The three-day Hacking Health Toronto event held at the city’s MaRS Centre late last fall sounded more to the uninitiated like a continuing medical education course for pulmonary specialists than a high-energy collaborative for aspiring medtech innovators – all out to heal the healthcare system’s many ills – matched up with seasoned, willing-to-help mentors.
While more than a few angel investors also looked on, the “Hackathon” began early Friday evening with a pep-rally style pitch session staged by the Hackathon’s Montreal-based organizers and their 27 black-shirted volunteers. In quick succession, some 42 groups of dedicated researchers, healthcare organizations, new business start-ups, physicians, social workers, and other medtech creators of all stripes leapt to the stage to rapidly pitch their problem-solver in one-minute or less (drowned out by a behind-the-curtains DJ’s music if they went longer) and spell out the kind of help they felt they needed to develop their breakthrough further. From a MaRS centre auditorium full house of 406 Hackathon participants, the on-stage innovators called for designers, programmers, healthcare practitioners, engineers, privacy experts, marketers, data analysts, or even patients to step forward and help them out.
After all 42 ideas were pitched, the expert mentors in the audience got to choose which innovators they were going to team up with for the weekend.
And so, for much of the next 48 hours and well into both nights, mentors and supplicants alike armed themselves with laptops, calculators, whiteboards, notepads, etc., and collaborated away at circular tables. At each, the common goal was to come up with a mock-up, model, or prototype that would not only solve a front-line healthcare problem, but also be transformed into a workable “demo” by Sunday noon, which in a two-minute on stage presentation would win the hearts and minds of the six Hackathon judges. They, in turn, would then dole out the coveted prizes offered by the Hackathon’s impressive list of sponsors.
In all, 19 Hacking Health Toronto sponsors or partners participated by offering prizes, mentoring the Hackathon pitchers, and of course keeping an eye out for innovations that might help their own causes or organizations.
At least one mentor among the sponsors was there to also help the 42 presenters woo the Hackathon judges. In a MaRS Centre ante-room briefing, Ian Chalmers of Pivot Design Group, counselled: “Make sure you let the judges know in your presentations that you are practical. Explain how the idea is going to get funded. Is it a paid-for app, or is it pay-per-use? Do you hope to get sponsorship from a hospital or agency, do you hope to get seed capital, and that kind of thing.”
By late Sunday afternoon at the Hackathon’s wind-up, a weary but still eager MaRS Centre audience sat hushed to hear who had won what.
Among sponsor prizes, The Women’s College Highest Fruit Award went to three bidders for initial further development at the hospital:
Alo: a seven-member team of independent engineers, a physiotherapist, a recent med school grad, a website designer, and a gadget-guy technician who pitched a cloud-based solution to the problem of transferring complex care patient information to multiple healthcare providers, and which also enables patients to update their own medical histories.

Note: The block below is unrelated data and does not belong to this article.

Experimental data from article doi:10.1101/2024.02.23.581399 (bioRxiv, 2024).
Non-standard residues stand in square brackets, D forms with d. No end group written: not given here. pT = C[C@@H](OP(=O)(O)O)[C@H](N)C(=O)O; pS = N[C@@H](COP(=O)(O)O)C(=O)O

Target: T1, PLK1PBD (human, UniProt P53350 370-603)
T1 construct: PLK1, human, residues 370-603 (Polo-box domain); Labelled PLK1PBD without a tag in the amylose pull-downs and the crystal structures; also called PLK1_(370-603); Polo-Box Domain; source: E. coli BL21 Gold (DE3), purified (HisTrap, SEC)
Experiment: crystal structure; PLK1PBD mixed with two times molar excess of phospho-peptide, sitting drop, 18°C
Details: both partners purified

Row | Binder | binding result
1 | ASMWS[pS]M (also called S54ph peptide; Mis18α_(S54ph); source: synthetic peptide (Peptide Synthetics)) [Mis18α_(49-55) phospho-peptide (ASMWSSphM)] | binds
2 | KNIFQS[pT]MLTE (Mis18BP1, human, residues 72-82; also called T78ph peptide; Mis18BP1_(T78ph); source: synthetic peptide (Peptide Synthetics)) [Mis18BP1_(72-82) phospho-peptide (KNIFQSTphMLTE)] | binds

Dignity Talk: a five-member team lead by a respiratory therapist who proposed a web/mobile application called “Choose Your Own Adventure” for planning your own and more agreeable death. Their pitch pointed out: “Most people, when asked, say they’d prefer to die at home, free of pain and surrounded by loved-ones… (but) doctors don’t know what their dying patients actually value at the end of their lives … By default, many people die a highly medicalized death in an ICU. Because of cultural barriers, patients are being denied the choice of a comfortable, dignified death.”
S.O.S: a five-member team, including a registered nurse leader, a mobile app developer, a third-year university biology student, a bio-medical engineer, and a medical doctor with a doctorate, all connected with the Baycrest Centre for Learning, Research and Innovation in Long-Term Care – addressed the problem of poor patient-condition data capture during emergency transfers. Their answer: a fully automated system that constantly records the patient’s condition, then consequently prioritizes the urgency and the actions called for, and ends up generating a complete report of what was done and why.
Women’s College will have these three teams put through a human-design workshop with their design experts, clinicians, and patients all helping out. Afterwards, each team will present their now more refined and workable idea to the hospital’s senior management. One will then be picked for a full, three-month trial at Women’s College.
The Beworks behavioural change prize went to BLU+, a seven-member team led by an organizer and mentor who is also a patient, assisted by a an art-and-design college grad, a pharmacy student, a .NET developer, a marketer, a health informatics specialist, and digital user interface designer.
Their aim: to produce a “human maintenance manual” containing nothing less than “a detailed interactive timeline of things you need to do to stay out of the hospital, from age zero to 100.”
Women’s College winner S.O.S. also got the nod as the best solution for clinical applications; PatientFlow won again as best for health administration; and the best for consumer health and patient application went to the My Baby and Me Passport pitch.